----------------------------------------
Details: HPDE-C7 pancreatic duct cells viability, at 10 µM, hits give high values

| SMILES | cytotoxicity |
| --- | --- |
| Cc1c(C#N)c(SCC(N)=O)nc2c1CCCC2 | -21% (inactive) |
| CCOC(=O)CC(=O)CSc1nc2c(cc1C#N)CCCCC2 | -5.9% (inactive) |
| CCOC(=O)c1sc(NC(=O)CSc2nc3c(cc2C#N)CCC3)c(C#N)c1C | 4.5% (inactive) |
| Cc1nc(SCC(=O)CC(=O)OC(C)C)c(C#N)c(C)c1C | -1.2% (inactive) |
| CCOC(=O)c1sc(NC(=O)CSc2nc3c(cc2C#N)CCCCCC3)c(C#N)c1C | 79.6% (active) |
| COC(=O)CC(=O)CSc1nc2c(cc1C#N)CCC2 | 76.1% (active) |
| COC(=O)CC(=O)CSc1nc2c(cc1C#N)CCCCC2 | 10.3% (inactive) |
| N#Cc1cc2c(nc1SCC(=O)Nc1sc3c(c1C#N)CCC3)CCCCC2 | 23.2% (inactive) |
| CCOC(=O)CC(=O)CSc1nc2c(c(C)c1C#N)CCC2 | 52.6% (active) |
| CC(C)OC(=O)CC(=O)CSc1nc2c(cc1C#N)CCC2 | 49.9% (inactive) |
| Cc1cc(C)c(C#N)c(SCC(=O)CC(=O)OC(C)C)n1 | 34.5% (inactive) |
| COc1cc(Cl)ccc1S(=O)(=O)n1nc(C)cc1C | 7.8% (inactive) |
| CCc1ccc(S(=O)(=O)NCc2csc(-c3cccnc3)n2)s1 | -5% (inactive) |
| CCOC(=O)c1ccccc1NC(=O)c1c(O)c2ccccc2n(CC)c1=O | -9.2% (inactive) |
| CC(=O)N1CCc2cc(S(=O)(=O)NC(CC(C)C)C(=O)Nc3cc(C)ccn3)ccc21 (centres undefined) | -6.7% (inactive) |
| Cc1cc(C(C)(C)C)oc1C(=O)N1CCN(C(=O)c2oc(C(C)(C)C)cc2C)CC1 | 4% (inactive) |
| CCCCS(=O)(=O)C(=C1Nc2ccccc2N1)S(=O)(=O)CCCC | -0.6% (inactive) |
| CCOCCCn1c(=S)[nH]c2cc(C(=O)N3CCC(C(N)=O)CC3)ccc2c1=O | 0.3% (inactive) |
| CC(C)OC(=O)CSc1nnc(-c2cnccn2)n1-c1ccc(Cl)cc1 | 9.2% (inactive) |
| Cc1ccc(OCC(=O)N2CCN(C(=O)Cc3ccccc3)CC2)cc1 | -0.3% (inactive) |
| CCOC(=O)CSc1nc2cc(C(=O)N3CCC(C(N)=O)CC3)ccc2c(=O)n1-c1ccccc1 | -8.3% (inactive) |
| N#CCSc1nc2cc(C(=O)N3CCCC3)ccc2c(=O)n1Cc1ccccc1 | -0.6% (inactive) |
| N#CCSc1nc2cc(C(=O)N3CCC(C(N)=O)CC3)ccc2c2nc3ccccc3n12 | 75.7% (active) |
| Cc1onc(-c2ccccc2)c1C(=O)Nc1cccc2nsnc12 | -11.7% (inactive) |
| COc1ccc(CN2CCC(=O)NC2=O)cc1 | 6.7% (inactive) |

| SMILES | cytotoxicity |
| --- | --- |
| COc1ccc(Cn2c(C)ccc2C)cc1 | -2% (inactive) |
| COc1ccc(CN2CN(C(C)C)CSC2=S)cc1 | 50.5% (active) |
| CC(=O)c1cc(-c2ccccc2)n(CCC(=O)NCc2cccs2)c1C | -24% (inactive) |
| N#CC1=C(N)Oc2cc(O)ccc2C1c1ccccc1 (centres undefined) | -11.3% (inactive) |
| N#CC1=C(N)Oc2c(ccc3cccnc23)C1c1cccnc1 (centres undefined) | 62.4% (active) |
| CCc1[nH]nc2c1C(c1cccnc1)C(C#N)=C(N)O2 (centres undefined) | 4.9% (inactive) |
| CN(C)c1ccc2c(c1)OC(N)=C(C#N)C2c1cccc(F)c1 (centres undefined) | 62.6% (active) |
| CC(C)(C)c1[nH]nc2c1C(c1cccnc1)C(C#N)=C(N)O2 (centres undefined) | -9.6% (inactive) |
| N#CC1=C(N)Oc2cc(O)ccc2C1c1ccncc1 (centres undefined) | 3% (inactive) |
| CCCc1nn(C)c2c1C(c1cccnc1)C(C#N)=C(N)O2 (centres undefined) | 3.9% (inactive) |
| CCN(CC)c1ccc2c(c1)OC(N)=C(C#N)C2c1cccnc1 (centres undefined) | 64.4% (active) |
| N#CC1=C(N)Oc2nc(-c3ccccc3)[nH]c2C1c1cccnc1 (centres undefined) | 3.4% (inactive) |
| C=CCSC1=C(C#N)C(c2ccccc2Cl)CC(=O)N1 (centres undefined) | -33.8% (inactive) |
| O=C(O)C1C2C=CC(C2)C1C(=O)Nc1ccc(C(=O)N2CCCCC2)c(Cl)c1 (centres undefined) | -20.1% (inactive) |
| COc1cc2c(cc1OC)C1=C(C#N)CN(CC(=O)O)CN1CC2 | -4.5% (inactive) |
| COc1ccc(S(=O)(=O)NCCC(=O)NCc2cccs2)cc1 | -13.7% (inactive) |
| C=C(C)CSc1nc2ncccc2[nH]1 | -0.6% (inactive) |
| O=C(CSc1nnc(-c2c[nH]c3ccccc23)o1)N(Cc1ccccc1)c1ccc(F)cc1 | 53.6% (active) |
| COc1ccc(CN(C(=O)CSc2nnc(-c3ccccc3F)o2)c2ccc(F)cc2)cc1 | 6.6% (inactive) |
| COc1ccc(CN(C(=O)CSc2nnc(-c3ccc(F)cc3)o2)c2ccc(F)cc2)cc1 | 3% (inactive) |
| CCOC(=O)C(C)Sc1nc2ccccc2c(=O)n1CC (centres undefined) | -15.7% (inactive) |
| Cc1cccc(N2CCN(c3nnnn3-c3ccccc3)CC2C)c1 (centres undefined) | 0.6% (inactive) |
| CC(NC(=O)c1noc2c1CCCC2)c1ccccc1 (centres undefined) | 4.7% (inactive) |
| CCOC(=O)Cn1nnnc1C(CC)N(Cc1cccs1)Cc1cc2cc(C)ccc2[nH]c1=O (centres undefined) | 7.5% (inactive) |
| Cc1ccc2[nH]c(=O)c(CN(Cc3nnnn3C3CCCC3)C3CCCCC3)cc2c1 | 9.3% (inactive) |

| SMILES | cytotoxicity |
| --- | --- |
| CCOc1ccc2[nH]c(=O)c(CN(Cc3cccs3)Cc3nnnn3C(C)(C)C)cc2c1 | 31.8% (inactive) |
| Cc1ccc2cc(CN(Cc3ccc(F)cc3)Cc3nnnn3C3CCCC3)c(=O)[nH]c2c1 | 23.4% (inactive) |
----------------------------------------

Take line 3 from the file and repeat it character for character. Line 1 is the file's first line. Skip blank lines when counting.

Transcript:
| --- | --- |